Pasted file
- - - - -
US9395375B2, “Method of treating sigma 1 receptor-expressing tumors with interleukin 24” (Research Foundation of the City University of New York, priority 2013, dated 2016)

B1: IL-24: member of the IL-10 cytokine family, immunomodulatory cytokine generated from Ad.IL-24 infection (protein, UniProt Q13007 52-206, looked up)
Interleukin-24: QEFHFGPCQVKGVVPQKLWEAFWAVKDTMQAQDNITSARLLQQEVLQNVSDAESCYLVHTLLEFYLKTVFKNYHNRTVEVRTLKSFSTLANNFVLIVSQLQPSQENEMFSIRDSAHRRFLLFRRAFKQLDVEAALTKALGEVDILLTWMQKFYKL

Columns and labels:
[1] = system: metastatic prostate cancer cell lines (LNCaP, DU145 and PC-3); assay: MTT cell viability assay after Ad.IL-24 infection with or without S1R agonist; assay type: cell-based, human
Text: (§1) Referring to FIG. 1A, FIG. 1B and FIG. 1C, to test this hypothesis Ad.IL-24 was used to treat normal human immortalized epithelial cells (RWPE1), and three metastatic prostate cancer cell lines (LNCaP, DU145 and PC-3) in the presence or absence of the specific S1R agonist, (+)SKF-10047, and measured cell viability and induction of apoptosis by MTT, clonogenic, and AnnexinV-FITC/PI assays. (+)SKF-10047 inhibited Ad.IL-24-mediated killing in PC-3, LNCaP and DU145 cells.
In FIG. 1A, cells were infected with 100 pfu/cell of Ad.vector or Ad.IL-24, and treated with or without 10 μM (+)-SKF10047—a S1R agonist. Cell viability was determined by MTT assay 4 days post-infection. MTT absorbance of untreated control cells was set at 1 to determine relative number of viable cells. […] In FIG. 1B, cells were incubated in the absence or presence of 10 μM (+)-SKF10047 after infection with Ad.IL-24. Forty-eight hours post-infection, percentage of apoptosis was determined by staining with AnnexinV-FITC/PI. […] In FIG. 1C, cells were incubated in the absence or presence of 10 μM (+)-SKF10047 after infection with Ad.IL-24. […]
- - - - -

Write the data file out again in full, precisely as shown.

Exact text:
US9395375B2, “Method of treating sigma 1 receptor-expressing tumors with interleukin 24” (Research Foundation of the City University of New York, priority 2013, dated 2016)

B1: IL-24: member of the IL-10 cytokine family, immunomodulatory cytokine generated from Ad.IL-24 infection (protein, UniProt Q13007 52-206, looked up)
Interleukin-24: QEFHFGPCQVKGVVPQKLWEAFWAVKDTMQAQDNITSARLLQQEVLQNVSDAESCYLVHTLLEFYLKTVFKNYHNRTVEVRTLKSFSTLANNFVLIVSQLQPSQENEMFSIRDSAHRRFLLFRRAFKQLDVEAALTKALGEVDILLTWMQKFYKL

Columns and labels:
[1] = system: metastatic prostate cancer cell lines (LNCaP, DU145 and PC-3); assay: MTT cell viability assay after Ad.IL-24 infection with or without S1R agonist; assay type: cell-based, human
Text: (§1) Referring to FIG. 1A, FIG. 1B and FIG. 1C, to test this hypothesis Ad.IL-24 was used to treat normal human immortalized epithelial cells (RWPE1), and three metastatic prostate cancer cell lines (LNCaP, DU145 and PC-3) in the presence or absence of the specific S1R agonist, (+)SKF-10047, and measured cell viability and induction of apoptosis by MTT, clonogenic, and AnnexinV-FITC/PI assays. (+)SKF-10047 inhibited Ad.IL-24-mediated killing in PC-3, LNCaP and DU145 cells.
In FIG. 1A, cells were infected with 100 pfu/cell of Ad.vector or Ad.IL-24, and treated with or without 10 μM (+)-SKF10047—a S1R agonist. Cell viability was determined by MTT assay 4 days post-infection. MTT absorbance of untreated control cells was set at 1 to determine relative number of viable cells. […] In FIG. 1B, cells were incubated in the absence or presence of 10 μM (+)-SKF10047 after infection with Ad.IL-24. Forty-eight hours post-infection, percentage of apoptosis was determined by staining with AnnexinV-FITC/PI. […] In FIG. 1C, cells were incubated in the absence or presence of 10 μM (+)-SKF10047 after infection with Ad.IL-24. […]